Tawny Frogmouth Chick is a First for Denver Zoo
February 18, 2014
Keepers at Denver Zoo in Colorado know from experience that Tawny Frogmouths are difficult to breed. Over the years they have struggled with problems such as infertility and finding compatible pairs. Two birds hatched at Denver Zoo in 1996, but they passed away less than two days after hatching. Now all the work has finally paid off: the zoo has successfully hatched and raised a Tawny Frogmouth chick for the first time!
The chick, named Kermit, whose sex is still not known, hatched on January 27. Lucky visitors may be able catch a glimpse of the new chick in its home of 'Bird World', where it is being brooded by its parents. Zookeepers monitor the chick's weight closely each morning and supplementally feed it as needed.
Kermit is the first chick for both father, Nangkita (Nang-kee-tah), and mother, Adelaide. Nangkita hatched at Seattle's Woodland Park Zoo in June 2009 and came to Denver Zoo in January 2010. Adelaide hatched at Chicago's Brookfield Zoo in July 2012 and arrived at Denver Zoo a year later. The two were paired under recommendation of the Association of Zoos and Aquariums' Species Survival Plan, which ensures healthy populations and genetic diversity among zoo animals by recommending pairings that will prevent inbreeding. Fortunately, this pair has proved to be an excellent match.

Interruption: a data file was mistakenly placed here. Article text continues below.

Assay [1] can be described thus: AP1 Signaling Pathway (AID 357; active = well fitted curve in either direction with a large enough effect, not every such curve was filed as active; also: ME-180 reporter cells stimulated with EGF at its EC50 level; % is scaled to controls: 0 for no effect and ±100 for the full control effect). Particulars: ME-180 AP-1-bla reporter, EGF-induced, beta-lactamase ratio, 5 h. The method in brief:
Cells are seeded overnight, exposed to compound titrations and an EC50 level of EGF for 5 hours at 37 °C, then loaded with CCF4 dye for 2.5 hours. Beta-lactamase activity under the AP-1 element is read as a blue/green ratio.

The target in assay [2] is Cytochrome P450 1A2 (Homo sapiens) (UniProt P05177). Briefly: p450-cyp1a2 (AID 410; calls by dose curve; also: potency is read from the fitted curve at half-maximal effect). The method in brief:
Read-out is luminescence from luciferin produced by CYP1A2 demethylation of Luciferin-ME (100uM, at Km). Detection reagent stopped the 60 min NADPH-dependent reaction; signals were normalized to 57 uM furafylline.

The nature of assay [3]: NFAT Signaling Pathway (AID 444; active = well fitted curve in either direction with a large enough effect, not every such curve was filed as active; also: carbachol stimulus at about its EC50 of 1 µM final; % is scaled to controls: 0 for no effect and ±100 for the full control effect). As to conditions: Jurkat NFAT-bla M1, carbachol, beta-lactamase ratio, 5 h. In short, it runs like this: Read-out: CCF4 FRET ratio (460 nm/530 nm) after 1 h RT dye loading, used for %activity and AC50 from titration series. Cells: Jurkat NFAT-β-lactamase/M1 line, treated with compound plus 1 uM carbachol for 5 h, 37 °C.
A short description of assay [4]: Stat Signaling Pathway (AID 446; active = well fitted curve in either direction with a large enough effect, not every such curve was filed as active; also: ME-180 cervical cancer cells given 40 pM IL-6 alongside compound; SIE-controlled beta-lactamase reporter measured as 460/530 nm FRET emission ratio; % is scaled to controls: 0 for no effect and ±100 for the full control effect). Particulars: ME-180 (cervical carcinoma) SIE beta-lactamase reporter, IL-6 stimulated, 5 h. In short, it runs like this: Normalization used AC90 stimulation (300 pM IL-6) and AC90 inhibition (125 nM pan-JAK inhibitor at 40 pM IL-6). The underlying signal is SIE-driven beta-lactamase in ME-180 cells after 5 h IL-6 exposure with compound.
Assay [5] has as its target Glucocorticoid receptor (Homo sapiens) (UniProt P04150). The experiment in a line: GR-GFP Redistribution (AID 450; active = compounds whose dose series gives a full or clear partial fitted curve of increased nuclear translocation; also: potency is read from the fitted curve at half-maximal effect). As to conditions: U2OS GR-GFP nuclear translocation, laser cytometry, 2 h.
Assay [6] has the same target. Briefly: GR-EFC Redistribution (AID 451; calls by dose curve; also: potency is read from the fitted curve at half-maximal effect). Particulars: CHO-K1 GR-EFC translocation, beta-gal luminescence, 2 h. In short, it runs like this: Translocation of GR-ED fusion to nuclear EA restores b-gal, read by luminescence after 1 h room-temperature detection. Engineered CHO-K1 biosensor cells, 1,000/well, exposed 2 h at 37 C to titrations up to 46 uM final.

As their name indicates, Tawny Frogmouths are known for their wide frog-like mouths, which they use to catch insects and other small animals. They are sometimes mistaken for owls as they have very similar body types, but are actually more closely related to birds like whippoorwills and nightjars. Tawny Frogmouths are also masters of disguise. Their beige and brown feathers remarkably resemble the tree branches in which they roost. When they feel threatened they sit perfectly still and rely on their camouflage to hide from predators.
Tawny Frogmouths inhabit forests and open woodlands in Australia and Tasmania. Scientists are not sure how many Tawny Frogmouths exist in the wild. Their greatest threats come from being hit by cars while feeding and exposure to pesticides.